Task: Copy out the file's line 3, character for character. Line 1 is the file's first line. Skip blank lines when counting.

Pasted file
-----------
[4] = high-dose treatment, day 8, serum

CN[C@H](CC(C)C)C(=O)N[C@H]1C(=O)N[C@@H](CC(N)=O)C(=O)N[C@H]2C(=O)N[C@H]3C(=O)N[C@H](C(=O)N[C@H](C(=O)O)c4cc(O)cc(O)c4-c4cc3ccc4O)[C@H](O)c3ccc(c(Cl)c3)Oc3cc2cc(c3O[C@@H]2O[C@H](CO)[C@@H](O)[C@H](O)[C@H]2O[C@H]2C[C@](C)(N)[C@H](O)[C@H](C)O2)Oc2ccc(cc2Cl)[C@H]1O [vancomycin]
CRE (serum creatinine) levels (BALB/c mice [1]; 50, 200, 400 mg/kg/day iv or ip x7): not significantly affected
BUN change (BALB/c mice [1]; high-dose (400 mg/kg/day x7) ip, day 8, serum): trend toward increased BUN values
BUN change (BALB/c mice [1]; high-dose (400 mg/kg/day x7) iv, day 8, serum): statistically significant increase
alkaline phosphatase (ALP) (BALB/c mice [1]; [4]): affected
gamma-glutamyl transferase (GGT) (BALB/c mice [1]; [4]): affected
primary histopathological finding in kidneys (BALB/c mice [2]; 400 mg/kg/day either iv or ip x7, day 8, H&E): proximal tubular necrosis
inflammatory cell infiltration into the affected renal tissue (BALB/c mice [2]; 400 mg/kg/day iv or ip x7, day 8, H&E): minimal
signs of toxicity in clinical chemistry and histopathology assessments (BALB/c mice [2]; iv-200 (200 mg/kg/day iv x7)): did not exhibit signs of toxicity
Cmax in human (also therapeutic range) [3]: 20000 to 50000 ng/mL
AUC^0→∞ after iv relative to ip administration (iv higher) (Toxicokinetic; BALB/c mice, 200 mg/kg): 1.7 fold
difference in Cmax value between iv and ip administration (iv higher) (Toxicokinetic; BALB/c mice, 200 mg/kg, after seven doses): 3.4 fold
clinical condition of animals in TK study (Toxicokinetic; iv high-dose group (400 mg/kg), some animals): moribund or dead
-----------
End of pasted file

CRE (serum creatinine) levels (BALB/c mice [1]; 50, 200, 400 mg/kg/day iv or ip x7): not significantly affected